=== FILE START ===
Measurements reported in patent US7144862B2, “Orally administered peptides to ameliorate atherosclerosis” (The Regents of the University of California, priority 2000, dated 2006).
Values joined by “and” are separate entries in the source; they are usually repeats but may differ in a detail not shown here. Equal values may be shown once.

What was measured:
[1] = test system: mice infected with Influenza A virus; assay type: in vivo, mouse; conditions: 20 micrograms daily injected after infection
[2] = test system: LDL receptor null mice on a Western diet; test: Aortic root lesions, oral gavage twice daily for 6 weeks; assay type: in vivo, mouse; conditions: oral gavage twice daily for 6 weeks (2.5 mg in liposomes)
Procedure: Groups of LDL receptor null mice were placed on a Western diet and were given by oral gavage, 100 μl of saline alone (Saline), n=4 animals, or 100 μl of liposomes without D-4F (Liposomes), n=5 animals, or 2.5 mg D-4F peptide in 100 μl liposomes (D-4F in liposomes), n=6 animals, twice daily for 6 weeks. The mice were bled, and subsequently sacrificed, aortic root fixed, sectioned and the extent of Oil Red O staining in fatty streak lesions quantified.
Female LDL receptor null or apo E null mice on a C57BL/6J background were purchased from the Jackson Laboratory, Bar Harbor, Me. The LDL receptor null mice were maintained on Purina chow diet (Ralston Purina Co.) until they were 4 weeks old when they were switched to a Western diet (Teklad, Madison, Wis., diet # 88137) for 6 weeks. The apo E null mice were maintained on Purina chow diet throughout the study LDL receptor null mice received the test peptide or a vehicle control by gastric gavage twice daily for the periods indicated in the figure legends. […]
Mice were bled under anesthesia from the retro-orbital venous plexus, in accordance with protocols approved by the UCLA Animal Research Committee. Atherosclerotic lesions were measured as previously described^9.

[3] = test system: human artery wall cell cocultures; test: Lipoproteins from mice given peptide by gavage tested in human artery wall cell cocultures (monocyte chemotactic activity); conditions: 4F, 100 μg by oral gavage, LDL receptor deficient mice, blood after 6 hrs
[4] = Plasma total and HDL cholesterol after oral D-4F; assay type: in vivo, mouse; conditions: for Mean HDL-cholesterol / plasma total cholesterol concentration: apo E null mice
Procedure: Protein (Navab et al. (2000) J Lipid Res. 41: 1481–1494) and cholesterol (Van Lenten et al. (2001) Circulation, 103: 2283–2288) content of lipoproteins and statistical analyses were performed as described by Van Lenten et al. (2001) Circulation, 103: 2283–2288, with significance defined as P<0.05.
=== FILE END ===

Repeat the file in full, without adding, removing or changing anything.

Measurements reported in patent US7144862B2, “Orally administered peptides to ameliorate atherosclerosis” (The Regents of the University of California, priority 2000, dated 2006).
Values joined by “and” are separate entries in the source; they are usually repeats but may differ in a detail not shown here. Equal values may be shown once.

What was measured:
[1] = test system: mice infected with Influenza A virus; assay type: in vivo, mouse; conditions: 20 micrograms daily injected after infection
[2] = test system: LDL receptor null mice on a Western diet; test: Aortic root lesions, oral gavage twice daily for 6 weeks; assay type: in vivo, mouse; conditions: oral gavage twice daily for 6 weeks (2.5 mg in liposomes)
Procedure: Groups of LDL receptor null mice were placed on a Western diet and were given by oral gavage, 100 μl of saline alone (Saline), n=4 animals, or 100 μl of liposomes without D-4F (Liposomes), n=5 animals, or 2.5 mg D-4F peptide in 100 μl liposomes (D-4F in liposomes), n=6 animals, twice daily for 6 weeks. The mice were bled, and subsequently sacrificed, aortic root fixed, sectioned and the extent of Oil Red O staining in fatty streak lesions quantified.
Female LDL receptor null or apo E null mice on a C57BL/6J background were purchased from the Jackson Laboratory, Bar Harbor, Me. The LDL receptor null mice were maintained on Purina chow diet (Ralston Purina Co.) until they were 4 weeks old when they were switched to a Western diet (Teklad, Madison, Wis., diet # 88137) for 6 weeks. The apo E null mice were maintained on Purina chow diet throughout the study LDL receptor null mice received the test peptide or a vehicle control by gastric gavage twice daily for the periods indicated in the figure legends. […]
Mice were bled under anesthesia from the retro-orbital venous plexus, in accordance with protocols approved by the UCLA Animal Research Committee. Atherosclerotic lesions were measured as previously described^9.

[3] = test system: human artery wall cell cocultures; test: Lipoproteins from mice given peptide by gavage tested in human artery wall cell cocultures (monocyte chemotactic activity); conditions: 4F, 100 μg by oral gavage, LDL receptor deficient mice, blood after 6 hrs
[4] = Plasma total and HDL cholesterol after oral D-4F; assay type: in vivo, mouse; conditions: for Mean HDL-cholesterol / plasma total cholesterol concentration: apo E null mice
Procedure: Protein (Navab et al. (2000) J Lipid Res. 41: 1481–1494) and cholesterol (Van Lenten et al. (2001) Circulation, 103: 2283–2288) content of lipoproteins and statistical analyses were performed as described by Van Lenten et al. (2001) Circulation, 103: 2283–2288, with significance defined as P<0.05.